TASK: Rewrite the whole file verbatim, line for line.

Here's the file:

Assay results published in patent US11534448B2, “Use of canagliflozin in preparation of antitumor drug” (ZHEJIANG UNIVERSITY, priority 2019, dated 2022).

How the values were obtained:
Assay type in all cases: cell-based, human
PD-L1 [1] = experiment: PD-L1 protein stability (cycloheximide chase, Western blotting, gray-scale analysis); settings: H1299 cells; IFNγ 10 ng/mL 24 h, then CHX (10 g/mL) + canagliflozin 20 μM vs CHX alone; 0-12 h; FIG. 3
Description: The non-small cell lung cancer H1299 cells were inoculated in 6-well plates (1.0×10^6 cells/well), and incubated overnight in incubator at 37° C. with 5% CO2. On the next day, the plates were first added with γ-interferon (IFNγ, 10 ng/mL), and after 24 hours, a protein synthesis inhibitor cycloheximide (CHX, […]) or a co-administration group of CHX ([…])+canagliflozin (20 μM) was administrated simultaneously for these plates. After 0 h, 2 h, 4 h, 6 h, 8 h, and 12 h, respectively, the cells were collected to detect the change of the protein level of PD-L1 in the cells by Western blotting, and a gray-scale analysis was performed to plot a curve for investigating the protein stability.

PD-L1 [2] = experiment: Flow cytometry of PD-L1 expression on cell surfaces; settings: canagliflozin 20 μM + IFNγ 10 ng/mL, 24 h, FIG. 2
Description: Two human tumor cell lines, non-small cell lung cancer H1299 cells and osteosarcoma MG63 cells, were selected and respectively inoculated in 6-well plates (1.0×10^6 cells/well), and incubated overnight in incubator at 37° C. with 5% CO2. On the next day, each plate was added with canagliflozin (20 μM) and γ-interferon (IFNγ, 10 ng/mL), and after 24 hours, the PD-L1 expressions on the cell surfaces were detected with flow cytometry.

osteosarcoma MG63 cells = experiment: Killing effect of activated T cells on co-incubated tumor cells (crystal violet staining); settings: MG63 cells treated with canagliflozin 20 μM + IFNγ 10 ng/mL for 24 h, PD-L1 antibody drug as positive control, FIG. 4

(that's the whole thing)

Assay results published in patent US11534448B2, “Use of canagliflozin in preparation of antitumor drug” (ZHEJIANG UNIVERSITY, priority 2019, dated 2022).

How the values were obtained:
Assay type in all cases: cell-based, human
PD-L1 [1] = experiment: PD-L1 protein stability (cycloheximide chase, Western blotting, gray-scale analysis); settings: H1299 cells; IFNγ 10 ng/mL 24 h, then CHX (10 g/mL) + canagliflozin 20 μM vs CHX alone; 0-12 h; FIG. 3
Description: The non-small cell lung cancer H1299 cells were inoculated in 6-well plates (1.0×10^6 cells/well), and incubated overnight in incubator at 37° C. with 5% CO2. On the next day, the plates were first added with γ-interferon (IFNγ, 10 ng/mL), and after 24 hours, a protein synthesis inhibitor cycloheximide (CHX, […]) or a co-administration group of CHX ([…])+canagliflozin (20 μM) was administrated simultaneously for these plates. After 0 h, 2 h, 4 h, 6 h, 8 h, and 12 h, respectively, the cells were collected to detect the change of the protein level of PD-L1 in the cells by Western blotting, and a gray-scale analysis was performed to plot a curve for investigating the protein stability.

PD-L1 [2] = experiment: Flow cytometry of PD-L1 expression on cell surfaces; settings: canagliflozin 20 μM + IFNγ 10 ng/mL, 24 h, FIG. 2
Description: Two human tumor cell lines, non-small cell lung cancer H1299 cells and osteosarcoma MG63 cells, were selected and respectively inoculated in 6-well plates (1.0×10^6 cells/well), and incubated overnight in incubator at 37° C. with 5% CO2. On the next day, each plate was added with canagliflozin (20 μM) and γ-interferon (IFNγ, 10 ng/mL), and after 24 hours, the PD-L1 expressions on the cell surfaces were detected with flow cytometry.

osteosarcoma MG63 cells = experiment: Killing effect of activated T cells on co-incubated tumor cells (crystal violet staining); settings: MG63 cells treated with canagliflozin 20 μM + IFNγ 10 ng/mL for 24 h, PD-L1 antibody drug as positive control, FIG. 4